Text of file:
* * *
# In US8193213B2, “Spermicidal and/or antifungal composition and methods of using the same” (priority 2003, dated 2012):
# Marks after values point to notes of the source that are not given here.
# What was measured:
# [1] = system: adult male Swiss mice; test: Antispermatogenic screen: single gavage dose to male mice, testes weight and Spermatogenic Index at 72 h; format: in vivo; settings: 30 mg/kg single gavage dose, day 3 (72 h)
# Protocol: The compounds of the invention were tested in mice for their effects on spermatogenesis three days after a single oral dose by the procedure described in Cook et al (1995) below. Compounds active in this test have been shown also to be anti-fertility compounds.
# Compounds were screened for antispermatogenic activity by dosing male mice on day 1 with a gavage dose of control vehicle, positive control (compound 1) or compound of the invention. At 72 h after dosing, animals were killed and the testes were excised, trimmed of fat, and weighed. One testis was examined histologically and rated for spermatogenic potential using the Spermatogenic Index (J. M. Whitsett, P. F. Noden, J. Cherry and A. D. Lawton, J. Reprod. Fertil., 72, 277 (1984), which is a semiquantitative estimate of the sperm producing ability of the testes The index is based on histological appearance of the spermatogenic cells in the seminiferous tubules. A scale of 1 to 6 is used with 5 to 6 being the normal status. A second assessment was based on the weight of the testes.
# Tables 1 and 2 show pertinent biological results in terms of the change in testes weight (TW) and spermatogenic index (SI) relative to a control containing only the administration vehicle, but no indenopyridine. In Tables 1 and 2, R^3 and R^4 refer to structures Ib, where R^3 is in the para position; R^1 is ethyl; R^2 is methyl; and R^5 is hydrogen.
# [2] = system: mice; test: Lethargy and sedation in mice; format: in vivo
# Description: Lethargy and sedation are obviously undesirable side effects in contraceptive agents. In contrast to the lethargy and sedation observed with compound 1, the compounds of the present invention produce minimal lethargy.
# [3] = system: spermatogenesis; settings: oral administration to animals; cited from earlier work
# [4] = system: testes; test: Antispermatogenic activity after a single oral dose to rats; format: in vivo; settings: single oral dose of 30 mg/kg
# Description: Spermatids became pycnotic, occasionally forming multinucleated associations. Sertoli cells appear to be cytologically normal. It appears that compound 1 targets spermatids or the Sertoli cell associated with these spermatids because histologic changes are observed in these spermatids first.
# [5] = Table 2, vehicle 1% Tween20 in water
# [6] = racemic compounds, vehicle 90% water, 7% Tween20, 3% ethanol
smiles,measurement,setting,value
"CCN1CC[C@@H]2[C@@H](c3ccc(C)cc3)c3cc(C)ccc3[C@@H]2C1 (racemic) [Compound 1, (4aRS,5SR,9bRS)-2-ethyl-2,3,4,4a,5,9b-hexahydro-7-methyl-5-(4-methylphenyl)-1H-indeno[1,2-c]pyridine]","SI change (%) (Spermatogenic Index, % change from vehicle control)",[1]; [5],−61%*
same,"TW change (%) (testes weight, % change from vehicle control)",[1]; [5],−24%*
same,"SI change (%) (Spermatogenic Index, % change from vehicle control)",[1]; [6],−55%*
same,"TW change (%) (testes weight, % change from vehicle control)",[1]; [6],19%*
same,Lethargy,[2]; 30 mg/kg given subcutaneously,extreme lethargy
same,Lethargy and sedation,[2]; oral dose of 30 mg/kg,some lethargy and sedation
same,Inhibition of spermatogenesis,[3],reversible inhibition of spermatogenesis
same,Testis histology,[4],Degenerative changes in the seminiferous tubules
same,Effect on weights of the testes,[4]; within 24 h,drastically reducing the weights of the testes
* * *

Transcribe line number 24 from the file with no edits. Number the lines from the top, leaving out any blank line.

same,Effect on weights of the testes,[4]; within 24 h,drastically reducing the weights of the testes